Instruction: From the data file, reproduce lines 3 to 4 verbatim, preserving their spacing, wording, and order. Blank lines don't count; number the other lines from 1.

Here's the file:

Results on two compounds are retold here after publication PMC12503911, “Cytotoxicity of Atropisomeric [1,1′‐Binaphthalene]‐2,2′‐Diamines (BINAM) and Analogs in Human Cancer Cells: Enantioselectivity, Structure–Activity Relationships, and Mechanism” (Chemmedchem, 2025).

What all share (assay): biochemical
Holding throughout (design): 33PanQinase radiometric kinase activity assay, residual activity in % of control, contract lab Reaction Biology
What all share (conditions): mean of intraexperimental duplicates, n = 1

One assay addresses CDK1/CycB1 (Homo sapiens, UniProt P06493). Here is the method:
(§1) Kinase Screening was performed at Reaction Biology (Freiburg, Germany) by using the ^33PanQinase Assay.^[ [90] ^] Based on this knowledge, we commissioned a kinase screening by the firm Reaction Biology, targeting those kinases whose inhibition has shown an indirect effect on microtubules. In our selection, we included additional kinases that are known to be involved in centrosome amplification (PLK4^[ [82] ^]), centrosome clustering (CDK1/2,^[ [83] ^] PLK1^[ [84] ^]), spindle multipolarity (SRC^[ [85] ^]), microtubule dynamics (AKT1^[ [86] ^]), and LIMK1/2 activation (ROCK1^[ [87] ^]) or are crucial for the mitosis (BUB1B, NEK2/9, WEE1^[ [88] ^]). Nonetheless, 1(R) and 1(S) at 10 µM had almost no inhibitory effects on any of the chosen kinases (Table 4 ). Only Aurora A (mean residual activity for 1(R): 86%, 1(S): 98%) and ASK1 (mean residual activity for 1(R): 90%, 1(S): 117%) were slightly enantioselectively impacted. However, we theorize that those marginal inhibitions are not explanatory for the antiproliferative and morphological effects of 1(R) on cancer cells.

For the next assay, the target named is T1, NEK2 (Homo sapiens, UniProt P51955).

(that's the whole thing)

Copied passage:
Holding throughout (design): 33PanQinase radiometric kinase activity assay, residual activity in % of control, contract lab Reaction Biology
What all share (conditions): mean of intraexperimental duplicates, n = 1